Greek Shipping and economy 2020: The Strategic And Economic Role Of Greek Shipping

Global Shipping Outlook
The pace of global economic activity remained weak throughout 2019, with declining momentum in manufacturing activity and rising trade and geopolitical tensions, especially between the United States of America (U.S.) and China. Uncertainty about the future of global trading system and international co-operation more generally has had an impact on business confidence, investment decisions and global trade1, with trade volumes increasing by a marginal 0.3% in 20192. Projections for trade volume growth in 2020, prior to the new coronavirus (COVID-19) outbreak, hovered around 2.7%3, denoting a fragile recovery anyway. The unprecedented global crisis that was brought about by the coronavirus pandemic has made the outlook for the global economy and international seaborne trade for 2020 even more precarious and gloomy. For example, the World Trade Organization (WTO) forecasts4 that the world trade is expected to fall by between 13% and 32% in 2020.

Financially, many shipping sectors have been faced with a sudden and steep drop in demand, which in turn has considerably affected freight rates and earnings. In the dry bulk segment, for example, average daily earnings between January and April 2020, compared to 2019, were more than 85% lower for capesizes, 40% lower for Panamaxes and 35% lower for Supramaxes5. Though these rates could recover somewhat as Chinese factories come back online, the looming global recession and accompanying drop in global demand resulting from the lockdowns in Europe and North America have severely impacted on demand for shipping services.

The lockdown in Europe and North America will have considerable knock-on effects on employment rates, too. The International Monetary Fund (IMF) has declared that the COVID-19 pandemic will likely push the global economy into its worst recession since the Great Depression6, warning that prospects over a global rebound are highly uncertain. The recession in shipping is projected to last more than a year and shipping activity is not expected to improve in the following few months. This is also because, with shipping being a global industry, much of its activity takes place in the southern hemisphere, where major exporting countries of raw materials, such as Brazil, have only recently started being hit by COVID-19 as hard, if not harder.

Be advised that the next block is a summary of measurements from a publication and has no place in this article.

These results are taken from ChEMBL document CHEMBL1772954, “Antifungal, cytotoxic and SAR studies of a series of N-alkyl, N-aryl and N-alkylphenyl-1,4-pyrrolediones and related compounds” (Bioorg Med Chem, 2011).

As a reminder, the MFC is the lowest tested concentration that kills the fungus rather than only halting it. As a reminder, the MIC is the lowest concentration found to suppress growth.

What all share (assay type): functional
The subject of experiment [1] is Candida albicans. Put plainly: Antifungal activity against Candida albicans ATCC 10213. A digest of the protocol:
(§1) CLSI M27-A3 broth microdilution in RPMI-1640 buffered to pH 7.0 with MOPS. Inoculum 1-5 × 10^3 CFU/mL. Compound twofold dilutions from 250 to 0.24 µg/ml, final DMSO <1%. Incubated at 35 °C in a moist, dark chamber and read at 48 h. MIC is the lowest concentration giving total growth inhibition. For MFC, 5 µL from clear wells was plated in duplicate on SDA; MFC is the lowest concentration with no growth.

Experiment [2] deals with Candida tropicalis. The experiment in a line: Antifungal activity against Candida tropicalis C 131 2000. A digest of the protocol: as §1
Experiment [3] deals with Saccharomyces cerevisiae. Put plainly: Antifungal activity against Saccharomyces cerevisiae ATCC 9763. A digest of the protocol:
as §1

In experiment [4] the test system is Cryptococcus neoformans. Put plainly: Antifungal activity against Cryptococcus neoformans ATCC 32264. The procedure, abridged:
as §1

The Greek-Owned Fleet
The top five shipowning nations include Greece, Japan, China, Singapore and Hong Kong. These five countries account for more than 50% of the world’s tonnage. In recent years Germany, Japan and the Republic of Korea have been losing ground, while Greece, Singapore, China and Hong Kong have increased the size of their fleet7.
Greece remains the world’s largest shipowning nation. Though the country accounts for only 0.16% of the world’s population, Greek shipowners own 20.67% of global tonnage8 and 54.28% of the European Union (EU)-controlled tonnage (Figure 1)9. Between 2007 and 2019, Greek shipowners have more than doubled the carrying capacity of their fleet (Figure 2)10, while they control (Figure 3)11:
• 32.64% of the world tanker fleet, 15.14% of the world chemical and products tankers and 16.33% of the global LNG / LPG fleet,
• 21.7% of the world bulk carriers, and
• 8.92% of the world container vessels.

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